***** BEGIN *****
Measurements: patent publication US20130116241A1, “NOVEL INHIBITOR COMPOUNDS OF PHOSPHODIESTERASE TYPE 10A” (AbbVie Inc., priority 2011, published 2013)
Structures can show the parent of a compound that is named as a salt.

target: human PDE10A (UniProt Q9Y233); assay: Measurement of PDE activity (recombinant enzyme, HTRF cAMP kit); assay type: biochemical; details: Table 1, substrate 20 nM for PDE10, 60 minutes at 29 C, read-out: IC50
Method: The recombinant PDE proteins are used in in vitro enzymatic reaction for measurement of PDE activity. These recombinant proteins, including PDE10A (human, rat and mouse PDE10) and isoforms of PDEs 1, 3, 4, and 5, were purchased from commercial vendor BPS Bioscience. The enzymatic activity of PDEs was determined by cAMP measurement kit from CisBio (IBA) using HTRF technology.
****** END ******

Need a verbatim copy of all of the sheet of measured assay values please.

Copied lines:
Measurements: patent publication US20130116241A1, “NOVEL INHIBITOR COMPOUNDS OF PHOSPHODIESTERASE TYPE 10A” (AbbVie Inc., priority 2011, published 2013)
Structures can show the parent of a compound that is named as a salt.

target: human PDE10A (UniProt Q9Y233); assay: Measurement of PDE activity (recombinant enzyme, HTRF cAMP kit); assay type: biochemical; details: Table 1, substrate 20 nM for PDE10, 60 minutes at 29 C, read-out: IC50
Method: The recombinant PDE proteins are used in in vitro enzymatic reaction for measurement of PDE activity. These recombinant proteins, including PDE10A (human, rat and mouse PDE10) and isoforms of PDEs 1, 3, 4, and 5, were purchased from commercial vendor BPS Bioscience. The enzymatic activity of PDEs was determined by cAMP measurement kit from CisBio (IBA) using HTRF technology.